Scale Model Gateway to Tractor Show

A scale model St. Louis Gateway Arch leads to family fun at tractor show


| November 1999



Unlike the real thing, this arch – a model of the Gateway Arch – is portable.

Unlike the real thing, this arch – a model of the Gateway Arch – is portable.

Walk under the arch, and you might reasonably expect to find yourself in St. Louis, visiting one of the Midwest's prime attractions. But tread under this arch, and you'll actually be travelling back in time, at the Country Days Antique Tractor and Stationary Engine Show in Godfrey, Ill.

The entry to the Country Days show in June was easy to find, situated as it is beneath a scale model replica of the St. Louis Gateway Arch. The portable arch was built 10 years ago by club member Jim Weiman. Almost all show visitors walked through the arch, flanked on both sides by John Deere Lindeman crawlers. The visitors stopped to gawk and check out the arch from all angles. Even under close inspection, the arch's weld seams remained invisible.

Made of stainless steel, the arch was built in a horizontal wood stanchion originally used to hold cattle. The 1/30th scale model consumed 304 feet of stainless steel, and weighs about 450 pounds. Unbelievably, the arch can be dismantled in less than an hour, and fits easily in the back of a pickup. An endless project to construct? Not really.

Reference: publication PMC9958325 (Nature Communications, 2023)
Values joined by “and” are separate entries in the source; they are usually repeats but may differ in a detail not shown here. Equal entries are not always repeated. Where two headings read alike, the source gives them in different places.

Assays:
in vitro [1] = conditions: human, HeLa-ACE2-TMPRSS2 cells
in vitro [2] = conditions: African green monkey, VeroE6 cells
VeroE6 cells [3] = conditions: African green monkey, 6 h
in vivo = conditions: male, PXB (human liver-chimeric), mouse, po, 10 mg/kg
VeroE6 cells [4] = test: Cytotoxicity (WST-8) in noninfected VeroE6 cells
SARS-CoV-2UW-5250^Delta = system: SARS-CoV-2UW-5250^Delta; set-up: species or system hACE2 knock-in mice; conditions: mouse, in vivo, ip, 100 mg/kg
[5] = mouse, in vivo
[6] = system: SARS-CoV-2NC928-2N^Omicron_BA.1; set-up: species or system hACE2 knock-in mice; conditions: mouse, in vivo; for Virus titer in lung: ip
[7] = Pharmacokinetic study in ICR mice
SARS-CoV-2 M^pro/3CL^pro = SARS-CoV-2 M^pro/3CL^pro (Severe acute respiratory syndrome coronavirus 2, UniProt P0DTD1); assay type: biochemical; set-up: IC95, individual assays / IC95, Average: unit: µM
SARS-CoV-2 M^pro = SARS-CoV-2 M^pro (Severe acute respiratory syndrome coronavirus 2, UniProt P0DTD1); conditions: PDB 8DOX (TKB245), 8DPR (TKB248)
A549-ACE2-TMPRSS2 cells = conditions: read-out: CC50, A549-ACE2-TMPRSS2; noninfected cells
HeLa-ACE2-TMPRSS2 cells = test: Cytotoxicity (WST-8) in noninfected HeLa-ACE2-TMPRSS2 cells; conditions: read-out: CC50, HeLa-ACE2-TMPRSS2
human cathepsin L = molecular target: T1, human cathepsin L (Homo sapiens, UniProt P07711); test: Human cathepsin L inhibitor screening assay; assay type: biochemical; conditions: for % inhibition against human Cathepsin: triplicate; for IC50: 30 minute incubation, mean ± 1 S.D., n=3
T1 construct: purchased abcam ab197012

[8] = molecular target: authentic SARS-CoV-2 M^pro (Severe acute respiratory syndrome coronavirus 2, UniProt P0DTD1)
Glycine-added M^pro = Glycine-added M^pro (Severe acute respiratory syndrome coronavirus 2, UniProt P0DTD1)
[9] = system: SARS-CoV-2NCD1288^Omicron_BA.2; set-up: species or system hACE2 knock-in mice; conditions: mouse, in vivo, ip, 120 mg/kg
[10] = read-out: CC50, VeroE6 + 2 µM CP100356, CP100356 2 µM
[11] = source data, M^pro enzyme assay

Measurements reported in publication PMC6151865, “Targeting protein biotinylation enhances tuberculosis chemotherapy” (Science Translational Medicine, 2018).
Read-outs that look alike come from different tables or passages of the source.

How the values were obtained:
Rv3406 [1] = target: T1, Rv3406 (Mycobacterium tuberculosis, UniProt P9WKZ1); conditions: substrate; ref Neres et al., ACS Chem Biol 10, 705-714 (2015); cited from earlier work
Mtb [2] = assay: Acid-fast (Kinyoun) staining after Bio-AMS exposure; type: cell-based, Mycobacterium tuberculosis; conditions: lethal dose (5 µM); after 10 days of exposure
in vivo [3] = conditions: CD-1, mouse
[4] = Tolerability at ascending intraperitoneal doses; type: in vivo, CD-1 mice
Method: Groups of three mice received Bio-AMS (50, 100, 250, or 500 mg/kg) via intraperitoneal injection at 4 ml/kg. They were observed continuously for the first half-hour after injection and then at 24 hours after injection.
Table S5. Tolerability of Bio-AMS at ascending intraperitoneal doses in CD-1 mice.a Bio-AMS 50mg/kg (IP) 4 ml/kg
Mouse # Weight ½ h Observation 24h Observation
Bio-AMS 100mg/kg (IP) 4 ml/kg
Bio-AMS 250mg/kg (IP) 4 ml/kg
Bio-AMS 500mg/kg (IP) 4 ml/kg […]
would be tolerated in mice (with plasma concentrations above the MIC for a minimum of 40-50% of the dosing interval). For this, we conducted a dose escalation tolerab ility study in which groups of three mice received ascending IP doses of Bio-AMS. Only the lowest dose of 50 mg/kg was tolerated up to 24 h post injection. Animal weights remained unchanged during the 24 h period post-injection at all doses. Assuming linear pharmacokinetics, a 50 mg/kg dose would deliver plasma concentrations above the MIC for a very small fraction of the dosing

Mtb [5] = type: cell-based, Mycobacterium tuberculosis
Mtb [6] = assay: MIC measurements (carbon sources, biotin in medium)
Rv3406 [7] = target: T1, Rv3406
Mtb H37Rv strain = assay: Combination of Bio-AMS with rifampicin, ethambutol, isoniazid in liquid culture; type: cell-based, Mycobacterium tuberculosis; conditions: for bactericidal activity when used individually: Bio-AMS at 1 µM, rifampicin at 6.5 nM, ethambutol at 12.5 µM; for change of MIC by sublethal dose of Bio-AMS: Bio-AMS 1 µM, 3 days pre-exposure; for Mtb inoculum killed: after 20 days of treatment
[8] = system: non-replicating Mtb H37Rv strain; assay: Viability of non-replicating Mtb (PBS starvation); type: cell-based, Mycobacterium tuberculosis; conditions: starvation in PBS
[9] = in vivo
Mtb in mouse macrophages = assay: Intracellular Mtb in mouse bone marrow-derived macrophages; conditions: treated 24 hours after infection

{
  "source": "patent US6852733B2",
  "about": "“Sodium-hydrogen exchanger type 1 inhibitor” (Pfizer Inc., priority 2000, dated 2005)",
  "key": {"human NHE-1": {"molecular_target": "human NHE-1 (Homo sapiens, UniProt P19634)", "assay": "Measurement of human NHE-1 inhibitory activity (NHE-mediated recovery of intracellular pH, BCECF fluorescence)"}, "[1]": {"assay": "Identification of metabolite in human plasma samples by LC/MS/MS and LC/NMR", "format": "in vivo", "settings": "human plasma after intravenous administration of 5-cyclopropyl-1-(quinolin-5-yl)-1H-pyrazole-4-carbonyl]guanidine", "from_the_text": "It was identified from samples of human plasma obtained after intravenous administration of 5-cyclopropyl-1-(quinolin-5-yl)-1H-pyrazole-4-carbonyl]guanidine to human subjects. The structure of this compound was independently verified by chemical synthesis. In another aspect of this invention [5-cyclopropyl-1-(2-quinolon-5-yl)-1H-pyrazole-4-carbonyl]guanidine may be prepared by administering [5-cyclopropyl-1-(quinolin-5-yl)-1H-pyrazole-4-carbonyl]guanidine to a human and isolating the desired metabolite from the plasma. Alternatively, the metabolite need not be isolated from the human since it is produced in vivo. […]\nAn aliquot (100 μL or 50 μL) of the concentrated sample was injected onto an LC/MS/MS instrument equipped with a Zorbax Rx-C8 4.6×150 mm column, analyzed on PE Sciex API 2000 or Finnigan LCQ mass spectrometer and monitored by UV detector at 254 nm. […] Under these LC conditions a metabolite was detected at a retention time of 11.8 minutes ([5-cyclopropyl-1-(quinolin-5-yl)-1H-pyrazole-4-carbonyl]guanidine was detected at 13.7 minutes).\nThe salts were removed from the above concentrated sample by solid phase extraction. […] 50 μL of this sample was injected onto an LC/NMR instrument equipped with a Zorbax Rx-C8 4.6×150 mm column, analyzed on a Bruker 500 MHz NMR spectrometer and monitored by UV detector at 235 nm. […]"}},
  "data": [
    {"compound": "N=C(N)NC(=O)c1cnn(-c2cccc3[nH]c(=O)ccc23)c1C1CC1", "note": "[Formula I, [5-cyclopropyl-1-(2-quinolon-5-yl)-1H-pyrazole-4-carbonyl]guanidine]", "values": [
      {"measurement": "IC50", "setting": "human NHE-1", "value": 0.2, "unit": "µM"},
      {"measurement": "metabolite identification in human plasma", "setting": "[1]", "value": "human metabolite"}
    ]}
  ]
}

"It took six weeks to make it," says Jim, who lives in nearby rural Brighton, Ill., where he raises registered Hereford cattle on what he calls his "hobby farm."

"I work for an aviation company, and we were going to an air convention in Atlanta," he said. "We wanted something no one else had, and we wanted them to identify us with our East Alton, Ill., location."

Since Jim was part of the Country Days Antique Association, his employer – Premier Air – allowed him to use the arch at the show. This year's show had a theme of plows. In addition to the arch, Jim brought a 110-year-old plow to the show. The plow, which was purchased new by his grandfather, Philip Weiman, was used on Jim's grandfather's farm, and later, his father's farm. It is a family heirloom, one that Jim has lovingly restored.